DWP office closures: where is Department for Work and Pensions shutting offices - and how many jobs could go?

The government is set to close 42 DWP offices across the UK

<p>Department for Work and Pensions offices across the UK are set to close with job losses expected. (Credit: Adobe) </p>

Department for Work and Pensions offices across the UK are set to close with job losses expected. (Credit: Adobe)

At a time when the cost of living is rising, there is more bad new for workers as it was announced by the UK Government that several offices for Department for Work and Pensions (DWP) are to close.

Jobs are at risk as plans to close the offices were unveiled, with disputed claims over how many people could be affected by the closures.

But how many people are at risk in their job, how many offices are being closed and what has been said?

Here’s everything you need to know.

Why are some DWP offices set to close?

Speaking to the House of Commons about the planned closure, David Rutley, work and pensions minister, explained that the closures are part of a plan to scale back on “estate”.

He said: “DWP has got too much estate. Recent calculations estimate that there’s a capacity for 158,000 people, however the maximum headcount is forecast to be around 97,500 people.

“What we need to do is to make sure that we use that estate as effectively as possible for our colleagues but also for the taxpayer, and what we want to do is refocus the colleagues working in clusters so they can most effectively support customers and claimants, but also at the same time help improve and develop their own careers.”

How many DWP offices are to close ?

Currently, the plan states that 42 offices could close across the UK.

13 of these are expected to be full closures, with another 29 being closed and relocated.

Mr Rutley told the House of Commons that meetings with workers affected were underway as of Thursday 17 March.

He also added that employees who were set to lose their job as a result of the closure would be aided by the government, which would “see what opportunities there are within DWP”.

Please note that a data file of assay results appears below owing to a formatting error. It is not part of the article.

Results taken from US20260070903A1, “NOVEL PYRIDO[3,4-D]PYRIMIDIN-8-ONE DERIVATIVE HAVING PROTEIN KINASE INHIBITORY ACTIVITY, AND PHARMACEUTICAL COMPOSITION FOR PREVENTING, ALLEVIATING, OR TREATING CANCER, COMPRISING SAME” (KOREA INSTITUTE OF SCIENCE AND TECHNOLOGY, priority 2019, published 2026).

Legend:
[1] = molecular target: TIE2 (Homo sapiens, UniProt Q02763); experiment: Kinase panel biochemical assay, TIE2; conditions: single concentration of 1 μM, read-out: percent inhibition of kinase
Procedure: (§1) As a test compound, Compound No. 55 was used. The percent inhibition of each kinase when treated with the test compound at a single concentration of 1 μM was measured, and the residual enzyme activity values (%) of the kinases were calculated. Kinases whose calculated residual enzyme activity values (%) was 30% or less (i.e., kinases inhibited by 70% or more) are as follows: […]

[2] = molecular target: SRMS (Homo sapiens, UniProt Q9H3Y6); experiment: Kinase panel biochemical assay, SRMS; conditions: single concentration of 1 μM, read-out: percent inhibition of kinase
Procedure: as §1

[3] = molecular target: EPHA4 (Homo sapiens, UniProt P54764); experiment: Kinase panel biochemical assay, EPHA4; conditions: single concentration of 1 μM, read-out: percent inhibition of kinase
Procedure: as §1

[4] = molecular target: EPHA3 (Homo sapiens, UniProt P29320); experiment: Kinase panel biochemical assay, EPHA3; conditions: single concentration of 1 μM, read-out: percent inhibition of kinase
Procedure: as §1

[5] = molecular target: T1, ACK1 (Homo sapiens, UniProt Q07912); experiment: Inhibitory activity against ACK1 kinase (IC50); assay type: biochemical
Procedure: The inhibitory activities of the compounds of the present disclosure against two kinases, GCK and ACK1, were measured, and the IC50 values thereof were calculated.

Mr Rutley also added that the closures will not affect Job Centres or “customer-facing interactions”.

Where are the closure set to take place?

Labour criticised the decision after it appeared that northern cities were to be affected by the closures.

Shadow business minister Justin Madders said: “It looks as if the Department for Work and Pensions doesn’t believe in levelling up, it doesn’t believe in its own rhetoric on jobs, and it doesn’t believe in keeping people in work.”

“We hear that offices are going to be closed in Stoke, in Southend, in Peterborough, in Chesterfield and Aberdeen, in Kirkcaldy, in Barrow, Bishop Auckland, Doncaster and Burnley, taking jobs out of these communities.”

How many jobs are at risk?

The Public and Commercial Services Union (PCS) said that they believed that at least 1,100 civil servant jobs could be at risk.

General secretary Mark Serwotka said: “The Government was quick to clap civil servants at the start of the pandemic – they’re even quicker to scrap them now they’ve declared the pandemic over.

“These are the workers rightly praised in 2020 by Secretary of State for Work and Pensions Therese Coffey as ‘exceptional’ and in November last year by Prime Minister Boris Johnson as ‘miracle workers’.

“But now, as food and fuel prices rise faster than ever, they’re being abandoned by the Government and left to fend for themselves.”

Mr Rutley claimed that the union had broken an embargo by speaking about the closure plans, adding; “This seems to be a very unusual situation. It is very disappointing that the embargo with the PCS ... does not seem to have been respected.

“Clearly our staff should be the top priority at this time and I hope that colleagues will understand that I am not able to go into all the details this morning as we are currently briefing affected colleagues as we speak.”

However, Labour has claimed that there could be a much higher job cull as a result of the closure of 42 offices.

Mr Madders said: “We’ve heard up to 12,000 jobs might be affected, but how many of those workers will be able to find new jobs locally within the department?”

However, Mr Rutley replied: “There are going to be around 12,000 colleagues who will be moving from one site to another in close proximity – around 28 sites involved there.

“In terms of colleagues that will be affected where there is no other strategic site nearby, there are around 1,300 colleagues that could be involved.”

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